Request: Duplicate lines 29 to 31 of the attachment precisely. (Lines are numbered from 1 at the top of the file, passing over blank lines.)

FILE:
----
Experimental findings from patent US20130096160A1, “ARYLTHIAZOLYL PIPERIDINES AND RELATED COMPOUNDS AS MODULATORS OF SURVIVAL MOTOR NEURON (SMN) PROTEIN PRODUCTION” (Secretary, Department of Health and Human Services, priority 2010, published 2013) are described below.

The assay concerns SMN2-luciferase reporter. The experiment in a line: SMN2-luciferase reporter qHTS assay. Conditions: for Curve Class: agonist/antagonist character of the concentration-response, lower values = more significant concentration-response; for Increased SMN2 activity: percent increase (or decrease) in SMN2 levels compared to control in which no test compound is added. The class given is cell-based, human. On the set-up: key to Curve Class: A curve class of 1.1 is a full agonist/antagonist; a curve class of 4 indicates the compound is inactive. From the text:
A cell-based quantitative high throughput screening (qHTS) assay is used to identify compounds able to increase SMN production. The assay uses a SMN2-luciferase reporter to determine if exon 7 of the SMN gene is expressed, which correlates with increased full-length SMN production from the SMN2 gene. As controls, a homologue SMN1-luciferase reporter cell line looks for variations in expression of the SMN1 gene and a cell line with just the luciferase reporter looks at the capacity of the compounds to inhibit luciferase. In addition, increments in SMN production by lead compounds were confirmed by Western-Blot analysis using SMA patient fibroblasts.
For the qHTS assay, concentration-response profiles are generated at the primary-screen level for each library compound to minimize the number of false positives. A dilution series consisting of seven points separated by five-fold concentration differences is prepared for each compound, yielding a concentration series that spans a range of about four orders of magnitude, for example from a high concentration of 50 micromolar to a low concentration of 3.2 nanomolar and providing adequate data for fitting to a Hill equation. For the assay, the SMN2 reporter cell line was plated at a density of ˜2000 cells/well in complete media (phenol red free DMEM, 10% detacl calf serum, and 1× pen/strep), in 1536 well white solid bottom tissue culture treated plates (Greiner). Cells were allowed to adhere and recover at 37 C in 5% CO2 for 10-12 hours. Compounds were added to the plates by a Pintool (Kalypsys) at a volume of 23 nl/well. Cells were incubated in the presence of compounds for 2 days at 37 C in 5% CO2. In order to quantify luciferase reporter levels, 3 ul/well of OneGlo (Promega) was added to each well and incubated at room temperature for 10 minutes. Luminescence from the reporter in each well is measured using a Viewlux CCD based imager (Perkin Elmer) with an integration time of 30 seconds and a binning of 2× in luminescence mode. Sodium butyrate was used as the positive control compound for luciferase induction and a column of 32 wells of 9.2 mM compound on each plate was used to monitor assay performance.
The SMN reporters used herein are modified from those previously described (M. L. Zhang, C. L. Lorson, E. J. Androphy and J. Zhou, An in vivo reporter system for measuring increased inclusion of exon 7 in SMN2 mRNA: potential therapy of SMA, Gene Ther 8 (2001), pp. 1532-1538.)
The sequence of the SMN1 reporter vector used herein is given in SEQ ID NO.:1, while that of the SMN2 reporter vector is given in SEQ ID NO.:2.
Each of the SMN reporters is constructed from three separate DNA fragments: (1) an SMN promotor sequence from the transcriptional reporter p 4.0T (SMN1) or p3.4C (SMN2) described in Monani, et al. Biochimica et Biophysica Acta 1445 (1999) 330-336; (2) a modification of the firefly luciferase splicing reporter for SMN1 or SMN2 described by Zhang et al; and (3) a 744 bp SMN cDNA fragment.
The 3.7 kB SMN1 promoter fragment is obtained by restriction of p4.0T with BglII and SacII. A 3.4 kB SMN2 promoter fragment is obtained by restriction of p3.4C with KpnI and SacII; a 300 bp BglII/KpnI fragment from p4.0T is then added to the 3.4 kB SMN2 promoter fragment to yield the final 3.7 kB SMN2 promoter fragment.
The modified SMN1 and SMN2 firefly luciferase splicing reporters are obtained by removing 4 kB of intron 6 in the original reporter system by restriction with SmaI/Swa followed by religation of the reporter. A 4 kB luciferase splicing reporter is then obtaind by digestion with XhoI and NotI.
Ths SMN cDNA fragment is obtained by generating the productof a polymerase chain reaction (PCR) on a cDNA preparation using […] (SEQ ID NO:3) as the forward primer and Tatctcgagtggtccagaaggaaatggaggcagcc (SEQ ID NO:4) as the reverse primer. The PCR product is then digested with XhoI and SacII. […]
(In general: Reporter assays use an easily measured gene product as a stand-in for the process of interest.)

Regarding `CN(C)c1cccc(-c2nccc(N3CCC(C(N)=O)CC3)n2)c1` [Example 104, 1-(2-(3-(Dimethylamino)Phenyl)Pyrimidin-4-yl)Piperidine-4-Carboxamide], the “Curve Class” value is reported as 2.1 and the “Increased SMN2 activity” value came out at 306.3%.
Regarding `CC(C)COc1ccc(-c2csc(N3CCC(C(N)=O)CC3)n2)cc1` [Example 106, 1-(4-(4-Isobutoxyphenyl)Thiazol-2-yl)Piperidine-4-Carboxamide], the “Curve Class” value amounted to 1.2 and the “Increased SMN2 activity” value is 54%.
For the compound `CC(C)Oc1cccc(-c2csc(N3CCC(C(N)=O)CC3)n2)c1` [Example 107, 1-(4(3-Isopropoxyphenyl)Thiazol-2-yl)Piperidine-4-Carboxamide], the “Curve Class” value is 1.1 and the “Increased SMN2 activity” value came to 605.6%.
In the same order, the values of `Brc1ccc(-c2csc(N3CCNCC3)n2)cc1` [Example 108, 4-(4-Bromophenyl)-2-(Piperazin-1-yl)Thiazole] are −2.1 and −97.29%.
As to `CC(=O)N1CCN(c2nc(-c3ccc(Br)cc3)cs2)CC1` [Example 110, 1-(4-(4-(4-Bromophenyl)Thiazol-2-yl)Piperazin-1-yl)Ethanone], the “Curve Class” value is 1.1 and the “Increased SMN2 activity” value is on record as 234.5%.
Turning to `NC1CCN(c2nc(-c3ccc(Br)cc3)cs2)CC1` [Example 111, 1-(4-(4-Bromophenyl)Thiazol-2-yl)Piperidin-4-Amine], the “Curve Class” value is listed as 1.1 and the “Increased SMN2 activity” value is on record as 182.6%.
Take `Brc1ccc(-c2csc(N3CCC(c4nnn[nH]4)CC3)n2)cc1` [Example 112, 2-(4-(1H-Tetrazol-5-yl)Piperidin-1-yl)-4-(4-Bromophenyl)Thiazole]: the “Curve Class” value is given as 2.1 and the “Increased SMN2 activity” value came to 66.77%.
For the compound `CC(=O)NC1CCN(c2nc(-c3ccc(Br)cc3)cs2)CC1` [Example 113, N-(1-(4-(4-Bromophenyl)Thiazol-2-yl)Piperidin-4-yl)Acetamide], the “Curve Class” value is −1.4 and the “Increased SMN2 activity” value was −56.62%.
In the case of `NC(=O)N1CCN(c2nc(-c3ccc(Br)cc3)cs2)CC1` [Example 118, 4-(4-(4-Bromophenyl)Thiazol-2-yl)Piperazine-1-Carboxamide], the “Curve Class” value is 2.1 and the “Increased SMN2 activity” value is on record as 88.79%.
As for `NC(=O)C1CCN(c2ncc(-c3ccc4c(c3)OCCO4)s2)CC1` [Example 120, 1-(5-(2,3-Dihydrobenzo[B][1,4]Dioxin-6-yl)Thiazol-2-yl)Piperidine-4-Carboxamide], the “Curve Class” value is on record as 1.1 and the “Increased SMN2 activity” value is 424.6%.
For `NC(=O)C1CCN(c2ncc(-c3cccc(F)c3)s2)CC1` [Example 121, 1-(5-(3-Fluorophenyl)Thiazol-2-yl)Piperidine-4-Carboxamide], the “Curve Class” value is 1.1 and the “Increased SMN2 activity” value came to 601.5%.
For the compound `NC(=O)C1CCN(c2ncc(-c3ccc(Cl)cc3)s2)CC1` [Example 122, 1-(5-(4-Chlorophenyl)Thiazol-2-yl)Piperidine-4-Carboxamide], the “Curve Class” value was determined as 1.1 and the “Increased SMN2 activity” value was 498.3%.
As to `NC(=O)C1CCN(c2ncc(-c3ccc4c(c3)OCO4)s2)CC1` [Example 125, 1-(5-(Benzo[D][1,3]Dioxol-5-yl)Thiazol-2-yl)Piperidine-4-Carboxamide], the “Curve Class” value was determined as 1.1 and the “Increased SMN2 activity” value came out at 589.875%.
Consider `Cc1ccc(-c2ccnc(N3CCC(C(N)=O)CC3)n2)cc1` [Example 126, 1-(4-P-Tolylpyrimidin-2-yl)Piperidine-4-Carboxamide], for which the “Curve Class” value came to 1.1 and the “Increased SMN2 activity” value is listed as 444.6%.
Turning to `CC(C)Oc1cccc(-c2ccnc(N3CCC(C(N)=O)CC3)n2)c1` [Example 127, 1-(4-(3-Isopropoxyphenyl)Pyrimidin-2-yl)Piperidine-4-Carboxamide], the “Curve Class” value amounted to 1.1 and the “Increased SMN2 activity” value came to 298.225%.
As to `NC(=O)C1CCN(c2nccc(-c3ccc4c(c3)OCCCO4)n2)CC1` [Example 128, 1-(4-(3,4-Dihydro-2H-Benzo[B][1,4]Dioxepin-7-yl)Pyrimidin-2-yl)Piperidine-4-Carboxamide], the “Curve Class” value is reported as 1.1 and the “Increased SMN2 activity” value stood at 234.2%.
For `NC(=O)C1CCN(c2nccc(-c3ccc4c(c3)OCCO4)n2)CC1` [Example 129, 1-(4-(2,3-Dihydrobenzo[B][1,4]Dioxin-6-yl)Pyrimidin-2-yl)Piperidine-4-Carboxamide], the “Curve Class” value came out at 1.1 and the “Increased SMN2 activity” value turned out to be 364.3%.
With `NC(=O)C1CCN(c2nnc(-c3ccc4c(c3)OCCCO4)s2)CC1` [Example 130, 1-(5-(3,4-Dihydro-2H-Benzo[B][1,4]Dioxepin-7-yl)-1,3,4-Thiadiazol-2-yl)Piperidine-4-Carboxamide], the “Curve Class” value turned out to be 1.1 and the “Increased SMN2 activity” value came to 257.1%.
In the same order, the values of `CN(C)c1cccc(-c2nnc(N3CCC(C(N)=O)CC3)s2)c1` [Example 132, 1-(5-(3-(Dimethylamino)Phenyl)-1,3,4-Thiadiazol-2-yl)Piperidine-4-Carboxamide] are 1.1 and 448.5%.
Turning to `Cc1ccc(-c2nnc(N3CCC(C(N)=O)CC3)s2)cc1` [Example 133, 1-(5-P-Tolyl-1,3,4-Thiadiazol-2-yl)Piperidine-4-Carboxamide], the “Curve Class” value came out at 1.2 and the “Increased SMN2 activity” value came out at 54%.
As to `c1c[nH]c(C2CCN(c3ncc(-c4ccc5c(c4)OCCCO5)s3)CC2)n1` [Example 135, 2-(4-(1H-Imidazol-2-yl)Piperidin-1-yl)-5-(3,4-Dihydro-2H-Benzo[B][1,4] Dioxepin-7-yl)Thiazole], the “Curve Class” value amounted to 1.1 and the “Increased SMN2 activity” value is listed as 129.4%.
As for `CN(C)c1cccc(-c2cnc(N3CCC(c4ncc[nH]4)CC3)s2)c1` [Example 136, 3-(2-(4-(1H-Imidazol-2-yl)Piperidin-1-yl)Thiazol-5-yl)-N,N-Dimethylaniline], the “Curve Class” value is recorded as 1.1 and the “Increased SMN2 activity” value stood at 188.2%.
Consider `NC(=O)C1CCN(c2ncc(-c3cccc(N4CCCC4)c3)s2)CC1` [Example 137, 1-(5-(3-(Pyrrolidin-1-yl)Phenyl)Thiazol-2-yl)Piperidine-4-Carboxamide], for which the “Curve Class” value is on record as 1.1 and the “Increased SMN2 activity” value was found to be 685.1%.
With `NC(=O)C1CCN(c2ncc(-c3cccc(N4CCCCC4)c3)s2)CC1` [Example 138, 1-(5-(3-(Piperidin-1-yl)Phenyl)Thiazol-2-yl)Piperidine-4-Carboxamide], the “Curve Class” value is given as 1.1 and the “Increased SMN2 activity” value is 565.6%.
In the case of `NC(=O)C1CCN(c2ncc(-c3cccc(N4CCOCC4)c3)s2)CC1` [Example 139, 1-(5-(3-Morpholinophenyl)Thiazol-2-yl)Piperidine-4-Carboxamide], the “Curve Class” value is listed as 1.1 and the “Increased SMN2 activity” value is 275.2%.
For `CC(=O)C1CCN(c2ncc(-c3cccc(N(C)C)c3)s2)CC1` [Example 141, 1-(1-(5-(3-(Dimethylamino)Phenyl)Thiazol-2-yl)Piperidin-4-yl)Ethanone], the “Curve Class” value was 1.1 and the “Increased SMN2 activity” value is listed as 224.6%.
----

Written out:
With `NC(=O)C1CCN(c2nnc(-c3ccc4c(c3)OCCCO4)s2)CC1` [Example 130, 1-(5-(3,4-Dihydro-2H-Benzo[B][1,4]Dioxepin-7-yl)-1,3,4-Thiadiazol-2-yl)Piperidine-4-Carboxamide], the “Curve Class” value turned out to be 1.1 and the “Increased SMN2 activity” value came to 257.1%.
In the same order, the values of `CN(C)c1cccc(-c2nnc(N3CCC(C(N)=O)CC3)s2)c1` [Example 132, 1-(5-(3-(Dimethylamino)Phenyl)-1,3,4-Thiadiazol-2-yl)Piperidine-4-Carboxamide] are 1.1 and 448.5%.
Turning to `Cc1ccc(-c2nnc(N3CCC(C(N)=O)CC3)s2)cc1` [Example 133, 1-(5-P-Tolyl-1,3,4-Thiadiazol-2-yl)Piperidine-4-Carboxamide], the “Curve Class” value came out at 1.2 and the “Increased SMN2 activity” value came out at 54%.